To offer to pay for me is an impertinence on her part. In fine, I will either dine by myself and pay you seven pawls a day, or I will pay you thirteen, and have both father and daughter to dine with me."

The worthy Mardocheus went away, saying that he really could not allow me to dine by myself.

At dinner-time I talked only to Mardocheus, without glancing at Leah or paying any attention to the witty sallies she uttered to attract me. I only drank Orvieto.

At dessert Leah filled my glass with Scopolo, saying that if I did not drink it neither would she.

I replied, without looking at her, that I advised her only to drink water for the future, and that I wanted nothing at her hands.

Mardocheus, who liked wine, laughed and said I was right, and drank for three.

The weather continued bad, and I spent the rest of the day in writing, and after supper I retired and went to sleep.

Suddenly I was aroused by a slight noise.

"Who is there?" said I.

I heard Leah's voice, whispering in reply,

"'Tis I; I have not come to disturb you, but to justify myself."

So saying she lay down on the bed, but on the outside of the coverlet.

I was pleased with this extraordinary visit, for my sole desire was for vengeance, and I felt certain of being able to resist all her arts. I therefore told her politely enough that I considered her as already justified and that I should be obliged by her leaving me as I wanted to go to sleep.

"Not before you have heard what I have to say."

"Go on; I am listening to you."

Thereupon she began a discourse which I did not interrupt, and which lasted for a good hour.

She spoke very artfully, and after confessing she had done wrong she said that at my age I should have been ready to overlook the follies of a young and passionate girl. According to her it was all weakness, and pardonable at such an age.

"I swear I love you," said she, "and I would have given you good proof before now if I had not been so unfortunate as to love the young Christian you saw with me, while he does not care for me in the least; indeed I have to pay him.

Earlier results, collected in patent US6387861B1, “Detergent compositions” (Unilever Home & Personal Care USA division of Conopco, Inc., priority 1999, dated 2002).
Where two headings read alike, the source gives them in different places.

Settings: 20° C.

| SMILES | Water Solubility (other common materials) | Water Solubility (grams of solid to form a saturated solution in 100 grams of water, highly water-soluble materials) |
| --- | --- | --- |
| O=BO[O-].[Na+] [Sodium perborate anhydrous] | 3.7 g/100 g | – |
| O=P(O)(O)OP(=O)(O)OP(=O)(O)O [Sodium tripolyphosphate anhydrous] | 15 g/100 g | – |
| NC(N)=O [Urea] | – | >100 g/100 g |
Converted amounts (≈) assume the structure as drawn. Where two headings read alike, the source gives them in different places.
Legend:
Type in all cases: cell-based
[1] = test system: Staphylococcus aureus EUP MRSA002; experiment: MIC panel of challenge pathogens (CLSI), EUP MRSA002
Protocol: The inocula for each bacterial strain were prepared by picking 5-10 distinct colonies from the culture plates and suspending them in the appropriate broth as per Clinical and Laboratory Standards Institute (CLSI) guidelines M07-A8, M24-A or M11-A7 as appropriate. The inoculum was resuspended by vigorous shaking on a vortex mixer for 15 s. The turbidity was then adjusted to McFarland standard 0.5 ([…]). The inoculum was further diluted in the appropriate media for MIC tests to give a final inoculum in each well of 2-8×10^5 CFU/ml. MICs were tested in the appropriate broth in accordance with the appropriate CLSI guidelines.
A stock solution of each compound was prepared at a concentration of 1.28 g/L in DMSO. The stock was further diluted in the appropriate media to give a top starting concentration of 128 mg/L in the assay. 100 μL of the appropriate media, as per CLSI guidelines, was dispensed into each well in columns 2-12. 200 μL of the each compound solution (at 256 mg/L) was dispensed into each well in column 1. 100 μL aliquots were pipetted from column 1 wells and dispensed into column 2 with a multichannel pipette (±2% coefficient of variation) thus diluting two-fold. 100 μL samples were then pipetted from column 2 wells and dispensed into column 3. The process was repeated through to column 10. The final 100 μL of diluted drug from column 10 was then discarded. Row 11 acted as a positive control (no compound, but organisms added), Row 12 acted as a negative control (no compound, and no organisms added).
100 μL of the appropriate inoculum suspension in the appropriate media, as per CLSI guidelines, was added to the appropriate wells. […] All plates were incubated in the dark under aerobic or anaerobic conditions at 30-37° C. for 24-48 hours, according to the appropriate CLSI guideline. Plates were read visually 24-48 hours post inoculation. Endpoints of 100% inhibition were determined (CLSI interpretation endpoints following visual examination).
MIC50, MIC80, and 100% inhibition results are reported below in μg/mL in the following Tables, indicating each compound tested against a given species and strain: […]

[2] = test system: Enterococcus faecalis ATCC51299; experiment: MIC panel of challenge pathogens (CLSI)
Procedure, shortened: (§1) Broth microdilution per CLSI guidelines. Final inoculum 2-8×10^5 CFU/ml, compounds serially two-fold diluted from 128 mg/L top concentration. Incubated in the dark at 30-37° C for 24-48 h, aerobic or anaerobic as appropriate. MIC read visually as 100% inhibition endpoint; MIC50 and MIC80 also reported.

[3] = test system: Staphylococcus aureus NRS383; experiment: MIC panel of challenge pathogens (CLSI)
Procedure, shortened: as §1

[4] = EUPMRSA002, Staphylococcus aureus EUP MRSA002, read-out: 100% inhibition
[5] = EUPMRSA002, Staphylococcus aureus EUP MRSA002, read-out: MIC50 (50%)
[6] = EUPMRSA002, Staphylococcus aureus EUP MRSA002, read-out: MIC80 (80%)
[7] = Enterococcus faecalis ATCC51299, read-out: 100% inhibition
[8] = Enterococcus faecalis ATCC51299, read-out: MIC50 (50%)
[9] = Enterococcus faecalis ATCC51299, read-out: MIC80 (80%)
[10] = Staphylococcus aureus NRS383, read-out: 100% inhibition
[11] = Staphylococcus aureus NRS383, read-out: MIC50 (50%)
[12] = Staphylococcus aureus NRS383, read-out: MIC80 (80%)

"In spite of my passion," she continued, "I have never given him what a girl can give but once. I had not seen him for six months, and it was your fault that I sent for him, for you inflamed me with your pictures and strong wines."

The end of it all was that I ought to forget everything, and treat her kindly during the few days I was to remain there.

When she finished I did not allow myself to make any objection. I pretended to be convinced, assuring her that I felt I had been in the wrong in letting her see Aretin's figures, and that I would no longer evince any resentment towards her.

As her explanation did not seem likely to end in the way she wished, she went on talking about the weakness of the flesh, the strength of self- love which often hushes the voice of passion, etc., etc.; her aim being to persuade me that she loved me, and that her refusals had all been given with the idea of making my love the stronger.

No doubt I might have given her a great many answers, but I said nothing. I made up my mind to await the assault that I saw was impending, and then by refusing all her advances I reckoned on abasing her to the uttermost. Nevertheless, she made no motion; her hands were at rest, and she kept her face at a due distance from mine.

At last, tired out with the struggle, she left me pretending to be perfectly satisfied with what she had done.

As soon as she had gone, I congratulated myself on the fact that she had confined herself to verbal persuasion; for if she had gone further she would probably have achieved a complete victory, though we were in the dark.

I must mention that before she left me I had to promise to allow her to make my chocolate as usual.

Early the next morning she came for the stick of chocolate. She was in a complete state of negligee, and came in on tiptoe, though if she chose to look towards the bed she might have seen that I was wide awake.

Memoirs of Casanova Volume 6d Florence to Trieste Page 29

Memoirs of Jacques Casanova

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